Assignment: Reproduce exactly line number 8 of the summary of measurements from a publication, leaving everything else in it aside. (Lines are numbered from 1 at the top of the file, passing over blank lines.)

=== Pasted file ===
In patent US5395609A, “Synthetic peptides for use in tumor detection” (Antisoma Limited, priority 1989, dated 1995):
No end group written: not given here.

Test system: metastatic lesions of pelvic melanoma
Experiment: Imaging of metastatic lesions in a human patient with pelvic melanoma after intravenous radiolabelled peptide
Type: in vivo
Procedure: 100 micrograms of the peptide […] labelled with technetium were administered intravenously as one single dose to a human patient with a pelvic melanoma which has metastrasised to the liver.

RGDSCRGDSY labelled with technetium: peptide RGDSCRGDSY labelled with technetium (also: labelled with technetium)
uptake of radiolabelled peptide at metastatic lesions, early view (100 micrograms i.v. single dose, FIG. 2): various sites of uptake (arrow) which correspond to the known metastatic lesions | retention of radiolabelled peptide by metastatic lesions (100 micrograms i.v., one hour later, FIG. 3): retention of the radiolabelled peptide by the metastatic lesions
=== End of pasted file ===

uptake of radiolabelled peptide at metastatic lesions, early view (100 micrograms i.v. single dose, FIG. 2): various sites of uptake (arrow) which correspond to the known metastatic lesions | retention of radiolabelled peptide by metastatic lesions (100 micrograms i.v., one hour later, FIG. 3): retention of the radiolabelled peptide by the metastatic lesions